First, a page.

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Thursday, May 12, 2011

Preparedness By the Pound

An Ounce of Prevention is Worth a Pound of Cure--Ben Franklin

During summers in Arizona it can sometimes feel like the entire state is burning. Sometimes it actually is…

Over the past few weeks, we’ve become familiar with the names Bull, Greaterville, Inception, Locust, Picket and Horseshoe Two—all wildland fires that collectively caused road and trail closures, the opening of Red Cross shelters, evacuations and re-evacuations.

Most Arizonans are strangely accustomed to wildfire. They don’t wig out when they see a story about a fire in the news. That is not to say people don't care. Unfortunately, it's usually not their first exposure to images of thrashing flames and smoke plumes.

There have had some bona fide conflagrations in the Grand Canyon State’s history. Remember the Rodeo-Chediski Fire of June 2002? It burned over 460,000 acres, forced the evacuation of Northern Arizona communities, and cost something like $43 million.

But, again, that was in June. Historically, June is when Arizona sees most of its big fires—the Brins Fire (2006), the Cave Creek Complex (2005) and the original Horseshoe Fire (2010). (see Judy’s 2010 blog entry, A Few Anniversaries We Don’t Want to Repeat)

Granted we usually see a few fires in early to mid-May, but it’s been extraordinarily busy for this time of year for AzEIN; that’s to say nothing of the labors of the crews doing the actual firefighting day in, day out. What’s disconcerting is that fire season goes for another couple months.

What’s the deal?!

Like it or not (put me in the “Not Like” category), it’s getting warmer outside, the winds are picking up (i.e., Red Flag warnings) and the desert is parched, which means the grasses and shrubbery that make the Sonoran Desert a desert are dried out. Add low humidity to the mix and you’ve got a perfect storm conditions for wildfire.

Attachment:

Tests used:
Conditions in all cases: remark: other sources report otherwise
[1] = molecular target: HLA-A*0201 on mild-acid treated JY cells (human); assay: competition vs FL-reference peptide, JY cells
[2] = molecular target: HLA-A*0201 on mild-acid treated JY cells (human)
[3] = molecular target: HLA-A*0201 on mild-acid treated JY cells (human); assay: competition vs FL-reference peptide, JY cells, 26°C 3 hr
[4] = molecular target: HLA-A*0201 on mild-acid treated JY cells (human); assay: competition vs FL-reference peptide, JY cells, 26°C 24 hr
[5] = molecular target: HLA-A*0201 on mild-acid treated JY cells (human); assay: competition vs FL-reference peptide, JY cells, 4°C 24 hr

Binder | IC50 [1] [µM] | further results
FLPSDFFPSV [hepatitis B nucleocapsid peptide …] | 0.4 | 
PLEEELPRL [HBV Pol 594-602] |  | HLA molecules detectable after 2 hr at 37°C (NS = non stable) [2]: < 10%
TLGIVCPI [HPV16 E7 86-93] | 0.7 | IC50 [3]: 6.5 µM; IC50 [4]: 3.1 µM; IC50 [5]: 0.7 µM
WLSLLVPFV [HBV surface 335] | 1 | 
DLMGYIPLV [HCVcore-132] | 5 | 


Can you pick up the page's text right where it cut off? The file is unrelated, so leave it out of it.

By Memorial Day most of the state, including state trust and Bureau of Indian Affairs (BIA) lands, national forests and parks, Bureau of Land Management (BLM) holdings and national wildlife refuges, will be under some degree of fire restrictions. In most cases, fire restrictions mean no fires outside of developed campgrounds, limitations on smoking and absolutely no fireworks. If you’ve got questions, call 877-864-6985.

And if you do build a campfire in one of those designated areas, knowing how to put it out is a must:

Consequently, we beg…we plead…we implore that you mind the fire danger where you live and when you visit public lands, heed legislated fire restrictions, and practice good fire sense. A good place to start is

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